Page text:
Now aside from the romantic aspects, marriage exists as a religious idea, but it is also a profane and legal institution of spending a life together. To spend a life together, to care or being responsible for each other is not a question of biology or gender, but of maturity. The last one I would be doubtful about, when your friend can’t handle with a disagreement of opinions. Probably he has to learn a lot, maybe he can start with asking childless couples how they do think about relationship and marriage. Even adopted children rather would grow up in a peaceful same-gender family than in a disastrous violent hetero one. I hope things will turn out well for you. L.Q.


I think it depends on how strong your opinions are. If one or both of you feel really strongly about it, your relationship will probably suffer. If you think your friendship is more important than how you feel about gay marriage, you could probably just work it out and accept your differences. Just avoid the subject and everything would eventually be back to normal (although I don't suggest this as it's probably not healthy). However in subjects like these, morals are often questioned, making it hard to move on from if you think they're bad people. If that's the case, its important to remember that its better to just be honest with yourself and not ignore it. You choose the people you're close to and you also set standards for them. Try not to be too upset, though. What separates you from one person, might bring you closer to another. Hope this helps. Love, Darem.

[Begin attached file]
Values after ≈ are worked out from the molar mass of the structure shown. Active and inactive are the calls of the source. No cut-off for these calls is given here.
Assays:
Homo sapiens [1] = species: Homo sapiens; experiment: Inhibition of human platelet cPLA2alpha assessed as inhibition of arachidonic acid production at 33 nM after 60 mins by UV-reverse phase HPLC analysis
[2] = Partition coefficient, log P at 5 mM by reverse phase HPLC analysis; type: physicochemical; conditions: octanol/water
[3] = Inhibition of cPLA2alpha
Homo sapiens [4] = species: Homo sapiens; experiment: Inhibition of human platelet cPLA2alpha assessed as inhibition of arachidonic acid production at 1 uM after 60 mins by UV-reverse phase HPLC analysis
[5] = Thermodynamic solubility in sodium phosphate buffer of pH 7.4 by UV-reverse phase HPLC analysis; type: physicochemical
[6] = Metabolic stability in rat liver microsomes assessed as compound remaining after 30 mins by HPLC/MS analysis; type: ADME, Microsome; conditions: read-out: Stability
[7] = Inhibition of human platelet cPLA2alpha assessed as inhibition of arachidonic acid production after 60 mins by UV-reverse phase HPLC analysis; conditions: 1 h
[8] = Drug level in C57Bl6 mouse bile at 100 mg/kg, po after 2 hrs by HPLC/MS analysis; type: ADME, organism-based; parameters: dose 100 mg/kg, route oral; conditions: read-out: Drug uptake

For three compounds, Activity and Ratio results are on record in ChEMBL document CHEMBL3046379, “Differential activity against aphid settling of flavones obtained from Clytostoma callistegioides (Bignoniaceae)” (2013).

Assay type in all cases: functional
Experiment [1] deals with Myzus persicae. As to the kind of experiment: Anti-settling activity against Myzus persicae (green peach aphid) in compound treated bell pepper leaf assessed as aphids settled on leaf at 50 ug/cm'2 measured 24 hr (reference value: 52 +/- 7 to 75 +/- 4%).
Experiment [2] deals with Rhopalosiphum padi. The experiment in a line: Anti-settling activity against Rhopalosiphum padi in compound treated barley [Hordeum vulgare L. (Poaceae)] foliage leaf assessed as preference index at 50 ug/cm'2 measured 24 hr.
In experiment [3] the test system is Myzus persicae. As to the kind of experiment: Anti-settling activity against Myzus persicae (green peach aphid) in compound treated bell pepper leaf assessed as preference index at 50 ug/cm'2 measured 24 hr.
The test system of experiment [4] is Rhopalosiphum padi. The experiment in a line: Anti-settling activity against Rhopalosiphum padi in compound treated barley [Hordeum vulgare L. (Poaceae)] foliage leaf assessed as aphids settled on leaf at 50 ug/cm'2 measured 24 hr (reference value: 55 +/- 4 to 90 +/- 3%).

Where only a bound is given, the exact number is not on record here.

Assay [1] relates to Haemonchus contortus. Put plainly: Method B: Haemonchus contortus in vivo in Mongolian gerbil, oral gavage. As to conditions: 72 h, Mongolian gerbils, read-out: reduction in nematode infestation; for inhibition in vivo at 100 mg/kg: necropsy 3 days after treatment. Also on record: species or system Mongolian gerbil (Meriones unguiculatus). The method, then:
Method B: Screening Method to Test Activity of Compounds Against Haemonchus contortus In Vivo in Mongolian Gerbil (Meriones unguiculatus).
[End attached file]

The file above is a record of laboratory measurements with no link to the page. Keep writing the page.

So, I think that besides the arguments and the fights that you can have with your friends, it should be easy to get over them. I mean, if he's a really good friend of yours you cannot just walk away from him. That's what I'd do if I was you: I'd see if we can talk about the thing without arguing about it, talking and sharing ideas in the most democratic and calm way possible, and then if you can't find a resolution and the problem still doesn't disappear, I suggest you to forget about that. If you're really attached to him and you don't want to lose him go, just talk about the issue anymore. Just let the night give you advice, then maybe the next morning you'll see everything more simple than it looks! Letizia, Rome.

It's sad to think that ANYONE argues about gay marriage. I mean, c'mon, what on earth is anyone's problem with it? I couldn't be friends with someone who can't accept gay marriage because I would wonder deep down if they are homophobic and that is something I can not and will not tolerate. Mike.

My friend is gay and I love her no matter what. However, I don't really agree with gay marriage. A civil partnership is fine. This question made me ask myself why I don't agree and I think I am just stuck in traditional values from growing up with religious parents. That said, I don't see many marriages that look any good so maybe all marriages should be ditched! Portia.

Thanks to all those who replied to this week’s question. Remember, Team Oracle is open to anyone so if you fancy replying, click to read this week's, and send us your answer.